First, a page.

|Klein Constantia - Estate Sauvignon Blanc 2012||In Stock||75cl Bottle||£ 11.81|
|Klein Constantia - KC Cabernet Merlot 2010||In Stock||75cl Bottle||£ 9.85|
|Klein Constantia - Madame Marlbrook 2005||In Stock||75cl Bottle||£ 15.79|
|Klein Constantia - Marlbrook 2009||In Stock||75cl Bottle||£ 15.29|
|Klein Constantia - Vin de Constance 2007-08||In Stock||50cl Bottle||£ 30.11|
|The verdant Constantia valley, home to Klein Constantia Estate, is the oldest, most enduring vineyard region in the Cape, first producing wine in 1689.|
As part of the original farm that in the 18th century produced 'Constantia', prized throughout Europe by the leaders and aristocracy of the time, Klein Constantia has helped to reclaim its former glory by initiating the revival of this famous sweet wine.
Family owned and run, Klein Constantia's philosophy is founded on quality rather than quantity, reflected in the wines regularly inviting accolades, both locally and internationally.
Jan van Riebeeck first brought vines to the Cape, and it was he and chief gardener Hendrik Boom, who produced the first wine in the Company Gardens, which still provide an urban haven in the centre of present day Cape Town.
On Sunday 2nd February 1659, van Riebeeck, then 40 years of age, wrote in his diary: 'Fine warm weather. Today, praise be to God, wine was made for the first time from Cape grapes, namely from the new must, fresh from the vat. The grapes were mostly Muscadel, and other white round grapes, very fragrant and tasty.'
Van Riebeeck then set about planting grapes on Greenpoint Common, and when this venture was not successful he was granted a farm where he planted thousands of vines, near the upper reaches of the Liesbeeck River. The area surrounding this farm was called de Wynberg, the Wine Mountain. At this time, in the middle of the 17th century, Constantia lay outside the Cape Colony, and was known only as 'woeste veld', or wild bush - a place devoid of farms or homesteads. By the time he left the Cape for Batavia in 1662, one of van Riebeeck's significant contributions to the future of the colony was the introduction of vines, and the modest beginnings of a winemaking tradition.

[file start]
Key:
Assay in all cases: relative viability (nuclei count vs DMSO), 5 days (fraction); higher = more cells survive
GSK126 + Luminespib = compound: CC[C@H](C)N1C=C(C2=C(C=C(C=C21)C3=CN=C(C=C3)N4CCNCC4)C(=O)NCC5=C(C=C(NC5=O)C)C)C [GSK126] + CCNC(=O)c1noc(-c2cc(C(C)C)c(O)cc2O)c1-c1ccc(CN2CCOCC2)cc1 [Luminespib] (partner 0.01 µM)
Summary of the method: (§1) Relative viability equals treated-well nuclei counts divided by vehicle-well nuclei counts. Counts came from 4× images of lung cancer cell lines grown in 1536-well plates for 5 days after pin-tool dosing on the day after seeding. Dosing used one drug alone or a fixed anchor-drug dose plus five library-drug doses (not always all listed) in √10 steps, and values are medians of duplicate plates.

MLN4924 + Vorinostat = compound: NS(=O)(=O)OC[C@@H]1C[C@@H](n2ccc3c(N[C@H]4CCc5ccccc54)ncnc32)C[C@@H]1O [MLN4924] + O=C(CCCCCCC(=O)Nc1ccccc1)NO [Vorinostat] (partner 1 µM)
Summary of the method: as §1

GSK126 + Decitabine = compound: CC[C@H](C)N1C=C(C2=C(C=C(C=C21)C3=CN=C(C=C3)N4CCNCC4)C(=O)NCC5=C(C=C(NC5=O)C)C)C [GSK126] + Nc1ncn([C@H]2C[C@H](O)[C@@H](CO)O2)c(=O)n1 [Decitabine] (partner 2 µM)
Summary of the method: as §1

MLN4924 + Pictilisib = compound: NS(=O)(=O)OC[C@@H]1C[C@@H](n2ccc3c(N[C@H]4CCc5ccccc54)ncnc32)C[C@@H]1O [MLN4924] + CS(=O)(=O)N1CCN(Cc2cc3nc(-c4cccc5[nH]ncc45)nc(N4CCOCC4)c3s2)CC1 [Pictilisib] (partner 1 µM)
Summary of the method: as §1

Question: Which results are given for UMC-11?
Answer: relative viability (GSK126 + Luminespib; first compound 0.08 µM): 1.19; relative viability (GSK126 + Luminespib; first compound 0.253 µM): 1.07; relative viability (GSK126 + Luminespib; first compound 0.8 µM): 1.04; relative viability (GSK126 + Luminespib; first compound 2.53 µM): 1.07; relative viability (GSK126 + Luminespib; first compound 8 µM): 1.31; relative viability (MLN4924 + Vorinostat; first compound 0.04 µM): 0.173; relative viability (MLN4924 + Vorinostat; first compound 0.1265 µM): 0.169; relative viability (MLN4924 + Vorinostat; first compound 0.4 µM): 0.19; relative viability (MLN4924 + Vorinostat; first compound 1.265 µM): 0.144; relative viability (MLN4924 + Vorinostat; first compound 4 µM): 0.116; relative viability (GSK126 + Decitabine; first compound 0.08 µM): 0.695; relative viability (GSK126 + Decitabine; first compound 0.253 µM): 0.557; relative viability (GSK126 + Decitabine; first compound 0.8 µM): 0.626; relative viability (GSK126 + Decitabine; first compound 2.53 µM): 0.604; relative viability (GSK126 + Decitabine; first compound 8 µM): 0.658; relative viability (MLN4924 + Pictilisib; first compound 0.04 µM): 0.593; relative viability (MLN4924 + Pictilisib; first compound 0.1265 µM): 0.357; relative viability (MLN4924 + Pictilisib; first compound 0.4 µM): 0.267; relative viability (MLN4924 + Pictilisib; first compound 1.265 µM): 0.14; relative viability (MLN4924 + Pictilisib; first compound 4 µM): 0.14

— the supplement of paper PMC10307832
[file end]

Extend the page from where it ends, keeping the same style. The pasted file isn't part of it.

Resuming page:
Constantia owes it position as a world famous wine-producing area to two remarkable men - Governor Simon van der Stel, who chose the Valley for his own farm in 1685, and Hendrik Cloete, who bought the homestead on a section of the original farm in 1778. By revitalising and developing the estate, he bought international fame to Constantia wines.
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